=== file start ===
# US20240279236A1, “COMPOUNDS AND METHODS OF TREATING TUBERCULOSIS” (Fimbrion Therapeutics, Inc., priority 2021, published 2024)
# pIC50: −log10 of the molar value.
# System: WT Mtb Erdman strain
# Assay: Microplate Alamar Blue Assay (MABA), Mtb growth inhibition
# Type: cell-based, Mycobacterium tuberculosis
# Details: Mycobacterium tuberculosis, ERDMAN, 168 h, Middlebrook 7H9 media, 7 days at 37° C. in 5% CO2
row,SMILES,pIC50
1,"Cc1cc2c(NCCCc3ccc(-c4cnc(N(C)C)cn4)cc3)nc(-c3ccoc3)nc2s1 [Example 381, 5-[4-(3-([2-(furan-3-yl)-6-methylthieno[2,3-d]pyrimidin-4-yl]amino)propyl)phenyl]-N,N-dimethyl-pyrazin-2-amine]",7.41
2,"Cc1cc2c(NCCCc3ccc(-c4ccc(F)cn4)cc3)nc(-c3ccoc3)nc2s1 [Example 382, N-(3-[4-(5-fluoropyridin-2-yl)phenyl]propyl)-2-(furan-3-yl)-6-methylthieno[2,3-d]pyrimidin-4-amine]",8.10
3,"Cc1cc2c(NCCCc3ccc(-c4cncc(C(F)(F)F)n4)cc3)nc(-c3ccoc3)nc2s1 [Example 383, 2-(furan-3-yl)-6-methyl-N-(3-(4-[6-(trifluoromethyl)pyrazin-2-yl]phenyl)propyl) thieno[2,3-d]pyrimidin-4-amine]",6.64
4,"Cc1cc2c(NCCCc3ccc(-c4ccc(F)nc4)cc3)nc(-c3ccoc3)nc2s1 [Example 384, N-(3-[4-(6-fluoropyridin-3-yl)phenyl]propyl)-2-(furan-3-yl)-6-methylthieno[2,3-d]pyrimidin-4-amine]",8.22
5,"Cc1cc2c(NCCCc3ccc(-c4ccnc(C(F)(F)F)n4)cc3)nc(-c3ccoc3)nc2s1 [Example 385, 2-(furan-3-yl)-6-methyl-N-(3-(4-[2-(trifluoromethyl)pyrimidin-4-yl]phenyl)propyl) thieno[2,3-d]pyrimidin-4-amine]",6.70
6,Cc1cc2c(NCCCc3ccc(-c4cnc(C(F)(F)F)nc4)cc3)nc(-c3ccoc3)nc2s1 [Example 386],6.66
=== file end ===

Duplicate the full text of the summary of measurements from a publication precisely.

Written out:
# US20240279236A1, “COMPOUNDS AND METHODS OF TREATING TUBERCULOSIS” (Fimbrion Therapeutics, Inc., priority 2021, published 2024)
# pIC50: −log10 of the molar value.
# System: WT Mtb Erdman strain
# Assay: Microplate Alamar Blue Assay (MABA), Mtb growth inhibition
# Type: cell-based, Mycobacterium tuberculosis
# Details: Mycobacterium tuberculosis, ERDMAN, 168 h, Middlebrook 7H9 media, 7 days at 37° C. in 5% CO2
row,SMILES,pIC50
1,"Cc1cc2c(NCCCc3ccc(-c4cnc(N(C)C)cn4)cc3)nc(-c3ccoc3)nc2s1 [Example 381, 5-[4-(3-([2-(furan-3-yl)-6-methylthieno[2,3-d]pyrimidin-4-yl]amino)propyl)phenyl]-N,N-dimethyl-pyrazin-2-amine]",7.41
2,"Cc1cc2c(NCCCc3ccc(-c4ccc(F)cn4)cc3)nc(-c3ccoc3)nc2s1 [Example 382, N-(3-[4-(5-fluoropyridin-2-yl)phenyl]propyl)-2-(furan-3-yl)-6-methylthieno[2,3-d]pyrimidin-4-amine]",8.10
3,"Cc1cc2c(NCCCc3ccc(-c4cncc(C(F)(F)F)n4)cc3)nc(-c3ccoc3)nc2s1 [Example 383, 2-(furan-3-yl)-6-methyl-N-(3-(4-[6-(trifluoromethyl)pyrazin-2-yl]phenyl)propyl) thieno[2,3-d]pyrimidin-4-amine]",6.64
4,"Cc1cc2c(NCCCc3ccc(-c4ccc(F)nc4)cc3)nc(-c3ccoc3)nc2s1 [Example 384, N-(3-[4-(6-fluoropyridin-3-yl)phenyl]propyl)-2-(furan-3-yl)-6-methylthieno[2,3-d]pyrimidin-4-amine]",8.22
5,"Cc1cc2c(NCCCc3ccc(-c4ccnc(C(F)(F)F)n4)cc3)nc(-c3ccoc3)nc2s1 [Example 385, 2-(furan-3-yl)-6-methyl-N-(3-(4-[2-(trifluoromethyl)pyrimidin-4-yl]phenyl)propyl) thieno[2,3-d]pyrimidin-4-amine]",6.70
6,Cc1cc2c(NCCCc3ccc(-c4cnc(C(F)(F)F)nc4)cc3)nc(-c3ccoc3)nc2s1 [Example 386],6.66